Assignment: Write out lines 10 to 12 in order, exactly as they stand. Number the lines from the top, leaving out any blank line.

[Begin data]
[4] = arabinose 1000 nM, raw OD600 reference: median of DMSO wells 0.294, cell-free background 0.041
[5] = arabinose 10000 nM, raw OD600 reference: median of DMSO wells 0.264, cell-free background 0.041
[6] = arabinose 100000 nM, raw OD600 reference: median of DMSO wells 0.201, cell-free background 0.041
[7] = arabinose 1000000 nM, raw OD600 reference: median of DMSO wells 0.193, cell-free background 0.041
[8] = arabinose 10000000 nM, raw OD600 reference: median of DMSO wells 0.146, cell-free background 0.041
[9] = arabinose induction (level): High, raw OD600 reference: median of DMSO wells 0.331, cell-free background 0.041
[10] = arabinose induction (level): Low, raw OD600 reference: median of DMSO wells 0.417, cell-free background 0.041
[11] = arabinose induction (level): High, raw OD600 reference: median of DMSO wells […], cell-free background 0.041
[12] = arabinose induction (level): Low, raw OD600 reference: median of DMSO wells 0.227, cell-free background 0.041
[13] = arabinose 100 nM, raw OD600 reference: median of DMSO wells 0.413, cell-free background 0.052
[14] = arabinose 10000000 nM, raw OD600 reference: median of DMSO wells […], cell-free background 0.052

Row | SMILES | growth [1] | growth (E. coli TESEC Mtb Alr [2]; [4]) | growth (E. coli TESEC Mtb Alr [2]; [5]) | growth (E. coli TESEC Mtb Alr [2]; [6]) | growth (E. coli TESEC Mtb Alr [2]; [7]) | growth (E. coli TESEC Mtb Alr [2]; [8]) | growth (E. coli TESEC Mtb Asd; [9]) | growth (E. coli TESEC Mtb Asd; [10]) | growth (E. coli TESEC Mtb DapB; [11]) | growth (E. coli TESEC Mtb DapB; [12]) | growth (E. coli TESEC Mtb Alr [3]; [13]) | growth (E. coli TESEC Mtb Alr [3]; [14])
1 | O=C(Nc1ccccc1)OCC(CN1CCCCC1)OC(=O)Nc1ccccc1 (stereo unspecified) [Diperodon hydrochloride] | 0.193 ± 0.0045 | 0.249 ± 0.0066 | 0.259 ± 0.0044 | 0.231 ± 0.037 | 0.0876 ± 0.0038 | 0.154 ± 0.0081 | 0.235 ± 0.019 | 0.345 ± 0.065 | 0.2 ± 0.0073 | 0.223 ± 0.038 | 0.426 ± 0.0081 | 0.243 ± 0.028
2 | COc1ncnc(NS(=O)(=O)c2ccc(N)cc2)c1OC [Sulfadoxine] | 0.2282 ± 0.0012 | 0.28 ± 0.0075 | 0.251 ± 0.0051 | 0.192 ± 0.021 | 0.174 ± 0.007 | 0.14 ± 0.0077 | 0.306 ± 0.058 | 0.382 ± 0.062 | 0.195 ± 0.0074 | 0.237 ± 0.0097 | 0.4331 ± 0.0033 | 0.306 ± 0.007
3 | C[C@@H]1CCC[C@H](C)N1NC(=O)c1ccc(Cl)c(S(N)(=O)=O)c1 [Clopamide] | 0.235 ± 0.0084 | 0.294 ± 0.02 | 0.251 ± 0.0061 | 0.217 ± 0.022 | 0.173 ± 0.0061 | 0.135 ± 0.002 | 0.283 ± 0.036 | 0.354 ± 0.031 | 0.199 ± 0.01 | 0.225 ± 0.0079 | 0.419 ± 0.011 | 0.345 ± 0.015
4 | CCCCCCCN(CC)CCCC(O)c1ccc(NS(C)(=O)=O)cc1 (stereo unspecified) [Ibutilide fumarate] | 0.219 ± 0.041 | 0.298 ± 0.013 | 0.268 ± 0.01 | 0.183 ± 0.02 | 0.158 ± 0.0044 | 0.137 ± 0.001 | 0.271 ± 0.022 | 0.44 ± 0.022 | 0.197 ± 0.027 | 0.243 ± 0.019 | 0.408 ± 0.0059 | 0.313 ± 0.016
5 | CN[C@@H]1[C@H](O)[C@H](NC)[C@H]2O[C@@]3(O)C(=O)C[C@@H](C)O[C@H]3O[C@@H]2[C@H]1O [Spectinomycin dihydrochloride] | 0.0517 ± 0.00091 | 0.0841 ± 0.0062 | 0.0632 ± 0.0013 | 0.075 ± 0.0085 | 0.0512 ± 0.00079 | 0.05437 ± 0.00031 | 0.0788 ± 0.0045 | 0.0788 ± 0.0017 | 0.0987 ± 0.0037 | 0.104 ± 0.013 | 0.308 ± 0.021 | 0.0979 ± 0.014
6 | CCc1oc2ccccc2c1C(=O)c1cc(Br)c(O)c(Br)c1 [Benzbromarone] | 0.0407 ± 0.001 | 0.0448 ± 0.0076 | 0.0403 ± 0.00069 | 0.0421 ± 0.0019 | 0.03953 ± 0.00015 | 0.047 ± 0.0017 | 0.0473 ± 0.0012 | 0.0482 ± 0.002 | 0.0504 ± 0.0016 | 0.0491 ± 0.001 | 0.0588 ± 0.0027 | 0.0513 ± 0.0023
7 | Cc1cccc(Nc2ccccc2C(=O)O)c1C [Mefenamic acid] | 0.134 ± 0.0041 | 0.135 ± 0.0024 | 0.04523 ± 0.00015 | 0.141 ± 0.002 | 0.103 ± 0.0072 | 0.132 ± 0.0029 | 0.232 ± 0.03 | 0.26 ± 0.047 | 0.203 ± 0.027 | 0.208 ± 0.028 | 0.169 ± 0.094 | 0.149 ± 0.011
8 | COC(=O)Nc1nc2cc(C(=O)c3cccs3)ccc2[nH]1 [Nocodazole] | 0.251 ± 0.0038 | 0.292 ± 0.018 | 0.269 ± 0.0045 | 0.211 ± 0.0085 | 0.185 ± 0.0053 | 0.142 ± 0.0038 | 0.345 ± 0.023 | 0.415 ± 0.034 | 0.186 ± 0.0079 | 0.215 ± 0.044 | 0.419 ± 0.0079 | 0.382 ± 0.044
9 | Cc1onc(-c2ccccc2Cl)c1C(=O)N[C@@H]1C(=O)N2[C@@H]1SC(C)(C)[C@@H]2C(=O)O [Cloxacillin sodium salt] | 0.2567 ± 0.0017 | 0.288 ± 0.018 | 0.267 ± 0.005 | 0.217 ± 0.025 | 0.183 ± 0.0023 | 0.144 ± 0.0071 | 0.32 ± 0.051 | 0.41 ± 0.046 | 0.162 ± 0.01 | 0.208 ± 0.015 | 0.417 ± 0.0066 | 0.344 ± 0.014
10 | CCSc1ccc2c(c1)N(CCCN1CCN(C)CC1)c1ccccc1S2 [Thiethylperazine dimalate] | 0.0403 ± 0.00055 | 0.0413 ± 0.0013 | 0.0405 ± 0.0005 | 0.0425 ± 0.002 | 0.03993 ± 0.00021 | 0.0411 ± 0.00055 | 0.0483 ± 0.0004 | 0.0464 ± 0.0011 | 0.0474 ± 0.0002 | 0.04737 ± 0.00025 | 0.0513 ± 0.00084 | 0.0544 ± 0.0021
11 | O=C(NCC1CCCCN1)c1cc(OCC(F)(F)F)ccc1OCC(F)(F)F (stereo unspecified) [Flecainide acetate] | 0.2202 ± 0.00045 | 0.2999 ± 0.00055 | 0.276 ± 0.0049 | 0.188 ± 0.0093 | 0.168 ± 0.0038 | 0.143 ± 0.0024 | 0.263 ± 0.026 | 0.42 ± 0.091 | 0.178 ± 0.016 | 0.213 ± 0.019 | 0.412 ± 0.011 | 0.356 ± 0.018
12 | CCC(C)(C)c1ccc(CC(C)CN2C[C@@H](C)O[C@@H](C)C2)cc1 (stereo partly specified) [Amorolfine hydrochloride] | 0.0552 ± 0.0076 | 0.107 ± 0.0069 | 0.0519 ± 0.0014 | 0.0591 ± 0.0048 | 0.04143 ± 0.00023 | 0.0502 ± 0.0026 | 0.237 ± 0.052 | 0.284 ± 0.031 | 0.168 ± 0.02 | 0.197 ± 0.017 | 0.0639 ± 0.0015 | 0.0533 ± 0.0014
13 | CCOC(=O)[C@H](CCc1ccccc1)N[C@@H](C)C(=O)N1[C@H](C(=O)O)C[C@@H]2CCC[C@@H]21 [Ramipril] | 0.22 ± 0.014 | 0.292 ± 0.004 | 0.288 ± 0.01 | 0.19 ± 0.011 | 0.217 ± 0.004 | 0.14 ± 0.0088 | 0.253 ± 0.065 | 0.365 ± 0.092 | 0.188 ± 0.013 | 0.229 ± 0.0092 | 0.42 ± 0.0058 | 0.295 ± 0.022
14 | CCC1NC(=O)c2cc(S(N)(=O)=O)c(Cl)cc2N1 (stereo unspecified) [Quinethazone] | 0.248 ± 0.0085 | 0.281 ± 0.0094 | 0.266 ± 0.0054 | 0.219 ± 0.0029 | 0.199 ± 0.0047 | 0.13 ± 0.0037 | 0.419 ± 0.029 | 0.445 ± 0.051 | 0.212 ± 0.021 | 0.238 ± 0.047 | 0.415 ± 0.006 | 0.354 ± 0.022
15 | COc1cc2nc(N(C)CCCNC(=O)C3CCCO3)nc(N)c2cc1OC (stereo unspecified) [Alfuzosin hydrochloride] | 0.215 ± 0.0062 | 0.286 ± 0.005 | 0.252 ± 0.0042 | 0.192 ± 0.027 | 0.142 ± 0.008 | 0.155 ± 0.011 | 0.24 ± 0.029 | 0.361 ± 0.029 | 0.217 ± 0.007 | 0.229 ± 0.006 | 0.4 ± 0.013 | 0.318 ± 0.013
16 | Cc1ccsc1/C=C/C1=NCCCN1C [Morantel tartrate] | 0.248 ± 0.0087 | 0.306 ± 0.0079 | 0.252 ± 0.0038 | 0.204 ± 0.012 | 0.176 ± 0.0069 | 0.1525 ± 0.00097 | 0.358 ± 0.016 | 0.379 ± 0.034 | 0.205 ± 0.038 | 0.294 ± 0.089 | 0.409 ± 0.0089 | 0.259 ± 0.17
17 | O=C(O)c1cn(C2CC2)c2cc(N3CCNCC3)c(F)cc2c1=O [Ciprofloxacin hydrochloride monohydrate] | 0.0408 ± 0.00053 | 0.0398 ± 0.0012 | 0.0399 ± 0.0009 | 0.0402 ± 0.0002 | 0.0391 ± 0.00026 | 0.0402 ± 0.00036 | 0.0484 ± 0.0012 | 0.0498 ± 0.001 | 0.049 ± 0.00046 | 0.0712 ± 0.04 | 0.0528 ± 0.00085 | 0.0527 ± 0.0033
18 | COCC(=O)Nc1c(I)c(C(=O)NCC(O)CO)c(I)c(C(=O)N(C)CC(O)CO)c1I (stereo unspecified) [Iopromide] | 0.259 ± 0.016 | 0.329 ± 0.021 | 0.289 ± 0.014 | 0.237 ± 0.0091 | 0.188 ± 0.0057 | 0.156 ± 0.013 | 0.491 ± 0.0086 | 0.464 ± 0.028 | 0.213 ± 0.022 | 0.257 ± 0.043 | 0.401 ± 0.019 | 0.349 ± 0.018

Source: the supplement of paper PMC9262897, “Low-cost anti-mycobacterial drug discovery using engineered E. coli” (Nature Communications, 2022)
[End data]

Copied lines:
[13] = arabinose 100 nM, raw OD600 reference: median of DMSO wells 0.413, cell-free background 0.052
[14] = arabinose 10000000 nM, raw OD600 reference: median of DMSO wells […], cell-free background 0.052

Row | SMILES | growth [1] | growth (E. coli TESEC Mtb Alr [2]; [4]) | growth (E. coli TESEC Mtb Alr [2]; [5]) | growth (E. coli TESEC Mtb Alr [2]; [6]) | growth (E. coli TESEC Mtb Alr [2]; [7]) | growth (E. coli TESEC Mtb Alr [2]; [8]) | growth (E. coli TESEC Mtb Asd; [9]) | growth (E. coli TESEC Mtb Asd; [10]) | growth (E. coli TESEC Mtb DapB; [11]) | growth (E. coli TESEC Mtb DapB; [12]) | growth (E. coli TESEC Mtb Alr [3]; [13]) | growth (E. coli TESEC Mtb Alr [3]; [14])